Beginners Guide to Wood Charcuterie Boards
A variety of snacks on a wood serving tray

Wood has been an impeccable choice as a surface to cut food on since the beginning of time. It is found everywhere, easy to get and soft enough for cooking tools.
Cutting boards, charcuterie boards and serving trays come in many shapes and sizes as well as different materials such as plastic, glass, steel and marble, all
of which are very easy to clean. However, unlike wood cutting boards that tend to be softer on your knives resulting in less wear and tear, other non-wood chopping boards can highly demolish your cutting tools due to their hardness. Wood boards can accumulate some knife and wear marks, but when properly maintained they can effectively repair themselves so that you don’t notice big cutting marks on the façade of the board.
Wood charcuterie boards are usually made from leftovers of large furniture pieces which helps to reduce waste. They can not only come as stunning serving boards for desserts, salad, wine, meat etc, but they keep your work areas clean and countertops scratch-free. So, if you consider your countertops and kitchen knife set as an investment themselves, then investing in the proper wood chopping board that won't stain or discolour the way plastic boards do is a must-have.

Softwood Or Hardwood Cutting Boards?

A bunch of wood cutting boards

There are types of wood. Some of them may be a good option to cut on, while others may not be the best choice. Selecting the right wood is critical for a variety of reasons, including preserving your tools and keeping your kitchen clean.

Both softwoods and hardwoods have their practical value depending on the application, but as a cooking feature, hardwood is superior to softwood due to its durability and stronger resistance to indentation, scratching, and mold, etc.

Several hardwoods, such as maple, walnut, cherry, beech, and ash, can serve as great choices for cutting boards. due to its close-grain structure and its anti-bacterial characteristics(1). Beech is also an excellent choice for chopping and charcuterie boards since it has just the right amount of hardness; it is not too hard to dull your knives(2). It tends to be cheaper than some other hardwoods.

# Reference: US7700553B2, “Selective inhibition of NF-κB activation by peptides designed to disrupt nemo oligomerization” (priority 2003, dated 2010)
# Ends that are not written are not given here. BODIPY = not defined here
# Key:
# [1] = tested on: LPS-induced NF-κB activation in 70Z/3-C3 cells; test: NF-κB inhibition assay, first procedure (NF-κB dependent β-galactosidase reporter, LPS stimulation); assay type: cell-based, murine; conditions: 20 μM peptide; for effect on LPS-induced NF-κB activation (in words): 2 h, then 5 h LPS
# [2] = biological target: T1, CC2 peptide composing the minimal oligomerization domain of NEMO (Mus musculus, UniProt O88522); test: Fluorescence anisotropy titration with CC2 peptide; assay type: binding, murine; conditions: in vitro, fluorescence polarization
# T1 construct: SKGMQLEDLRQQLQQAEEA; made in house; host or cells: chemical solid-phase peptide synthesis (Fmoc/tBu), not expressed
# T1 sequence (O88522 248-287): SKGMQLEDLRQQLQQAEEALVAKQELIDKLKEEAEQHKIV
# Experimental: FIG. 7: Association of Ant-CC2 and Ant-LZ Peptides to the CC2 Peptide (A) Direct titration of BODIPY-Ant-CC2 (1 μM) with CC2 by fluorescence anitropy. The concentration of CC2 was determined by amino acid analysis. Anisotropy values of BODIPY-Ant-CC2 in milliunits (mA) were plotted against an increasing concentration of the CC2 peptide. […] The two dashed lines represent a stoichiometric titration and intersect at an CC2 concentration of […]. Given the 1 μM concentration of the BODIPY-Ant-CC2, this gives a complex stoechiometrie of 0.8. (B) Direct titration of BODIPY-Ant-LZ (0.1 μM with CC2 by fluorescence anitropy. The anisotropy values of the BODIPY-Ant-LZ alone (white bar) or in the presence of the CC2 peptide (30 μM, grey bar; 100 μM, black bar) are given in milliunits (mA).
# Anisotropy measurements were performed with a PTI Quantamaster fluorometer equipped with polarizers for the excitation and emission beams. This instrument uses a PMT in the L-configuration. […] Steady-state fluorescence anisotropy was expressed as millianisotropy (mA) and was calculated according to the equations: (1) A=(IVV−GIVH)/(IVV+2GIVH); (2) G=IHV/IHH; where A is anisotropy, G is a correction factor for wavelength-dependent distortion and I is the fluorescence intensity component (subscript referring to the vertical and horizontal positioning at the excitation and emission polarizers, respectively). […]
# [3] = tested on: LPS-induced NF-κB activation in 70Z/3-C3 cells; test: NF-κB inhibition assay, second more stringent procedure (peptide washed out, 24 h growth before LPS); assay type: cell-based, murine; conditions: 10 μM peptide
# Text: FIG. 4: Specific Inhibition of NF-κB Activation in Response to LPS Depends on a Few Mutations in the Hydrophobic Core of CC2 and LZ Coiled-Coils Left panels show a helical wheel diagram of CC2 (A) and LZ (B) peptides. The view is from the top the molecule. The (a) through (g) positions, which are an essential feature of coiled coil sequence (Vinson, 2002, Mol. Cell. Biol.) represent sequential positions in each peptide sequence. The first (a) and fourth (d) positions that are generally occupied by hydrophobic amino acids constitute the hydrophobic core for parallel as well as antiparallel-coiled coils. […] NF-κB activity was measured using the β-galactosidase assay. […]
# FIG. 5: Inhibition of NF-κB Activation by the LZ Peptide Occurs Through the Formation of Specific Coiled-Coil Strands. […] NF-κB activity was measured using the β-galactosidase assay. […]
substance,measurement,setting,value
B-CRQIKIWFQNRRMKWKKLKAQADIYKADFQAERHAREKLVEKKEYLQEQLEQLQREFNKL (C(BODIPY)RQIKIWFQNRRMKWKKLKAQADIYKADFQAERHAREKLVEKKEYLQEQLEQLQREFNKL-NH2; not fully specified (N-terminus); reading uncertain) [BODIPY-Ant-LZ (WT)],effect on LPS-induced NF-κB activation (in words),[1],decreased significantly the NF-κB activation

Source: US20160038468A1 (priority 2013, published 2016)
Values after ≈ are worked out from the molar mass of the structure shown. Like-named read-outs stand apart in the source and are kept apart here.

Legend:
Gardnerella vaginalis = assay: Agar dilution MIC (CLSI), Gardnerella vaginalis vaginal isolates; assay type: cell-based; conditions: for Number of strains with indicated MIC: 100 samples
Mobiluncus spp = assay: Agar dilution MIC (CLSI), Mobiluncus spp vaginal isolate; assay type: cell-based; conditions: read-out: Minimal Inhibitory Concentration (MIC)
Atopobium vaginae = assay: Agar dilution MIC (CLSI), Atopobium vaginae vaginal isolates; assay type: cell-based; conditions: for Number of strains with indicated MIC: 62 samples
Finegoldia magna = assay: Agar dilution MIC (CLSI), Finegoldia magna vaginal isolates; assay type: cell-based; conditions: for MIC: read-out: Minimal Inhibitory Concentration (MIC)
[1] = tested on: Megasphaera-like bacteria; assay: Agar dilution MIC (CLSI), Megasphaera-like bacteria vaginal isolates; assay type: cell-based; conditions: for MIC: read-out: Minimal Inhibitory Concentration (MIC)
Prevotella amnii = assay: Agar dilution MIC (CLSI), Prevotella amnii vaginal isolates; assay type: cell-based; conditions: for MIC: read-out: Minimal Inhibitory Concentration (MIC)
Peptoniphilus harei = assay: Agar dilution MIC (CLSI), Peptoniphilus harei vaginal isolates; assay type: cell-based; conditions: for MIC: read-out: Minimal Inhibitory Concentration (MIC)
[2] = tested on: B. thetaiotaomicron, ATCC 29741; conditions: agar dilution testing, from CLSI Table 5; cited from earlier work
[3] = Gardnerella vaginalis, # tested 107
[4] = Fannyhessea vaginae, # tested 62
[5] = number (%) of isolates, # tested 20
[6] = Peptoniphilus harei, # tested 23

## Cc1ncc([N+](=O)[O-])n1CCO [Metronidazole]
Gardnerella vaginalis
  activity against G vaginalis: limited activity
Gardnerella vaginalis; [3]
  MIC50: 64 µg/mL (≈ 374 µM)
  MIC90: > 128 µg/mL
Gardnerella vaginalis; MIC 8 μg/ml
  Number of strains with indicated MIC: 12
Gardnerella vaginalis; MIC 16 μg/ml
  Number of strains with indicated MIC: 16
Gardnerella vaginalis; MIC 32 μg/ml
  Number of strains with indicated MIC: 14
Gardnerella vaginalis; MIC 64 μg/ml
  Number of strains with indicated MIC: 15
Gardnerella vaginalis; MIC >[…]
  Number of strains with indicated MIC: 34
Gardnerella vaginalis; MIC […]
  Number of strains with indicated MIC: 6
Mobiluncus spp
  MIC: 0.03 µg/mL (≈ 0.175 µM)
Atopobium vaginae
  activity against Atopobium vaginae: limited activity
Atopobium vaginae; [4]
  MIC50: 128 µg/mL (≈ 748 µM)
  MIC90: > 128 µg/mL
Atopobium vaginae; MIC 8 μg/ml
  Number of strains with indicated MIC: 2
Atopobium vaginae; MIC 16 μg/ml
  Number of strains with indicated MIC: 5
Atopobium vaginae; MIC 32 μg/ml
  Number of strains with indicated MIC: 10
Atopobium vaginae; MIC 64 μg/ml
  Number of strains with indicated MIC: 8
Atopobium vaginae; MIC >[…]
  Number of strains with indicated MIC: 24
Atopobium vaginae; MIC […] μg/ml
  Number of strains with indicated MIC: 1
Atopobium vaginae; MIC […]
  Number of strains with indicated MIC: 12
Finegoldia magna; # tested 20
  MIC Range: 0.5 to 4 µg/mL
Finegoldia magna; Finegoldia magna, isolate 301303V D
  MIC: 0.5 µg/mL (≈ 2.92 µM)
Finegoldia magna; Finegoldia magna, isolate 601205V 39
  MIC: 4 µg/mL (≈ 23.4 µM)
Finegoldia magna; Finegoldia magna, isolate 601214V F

End Grain vs. Edge Grain Boards

a rich in character wood serving tray
A serving tray with a checkered pattern

Woodworking generates a large quantity of scrap wood, which is is often too small to be used for large projects such as furniture making. Instead of throwing away the cut-offs, use them to make a good wood cutting board, charcuterie boards, and wooden serving trays. End grain cutting boards are based on bringing the ends of wood pieces together, which requires a specific type of adhesive (3). This procedure not only brings out the innate charm of the wood, but, also gives the boards a higher resistance to cuts and warping as well. End-grain boards are more expensive, but still in high demand due to their beautiful designs.

Edge grain chopping boards, where the wood in them is cut lengthwise and therefore less expensive, are more commonly found in kitchens due to their simpler design and easier production (4). With proper care and maintenance, both types of boards can be great kitchen companions.

Butterflies Joints Are Making A Great Comeback!

A wooden board with butterfly joints
A butterfly joint in a rustic piece of wood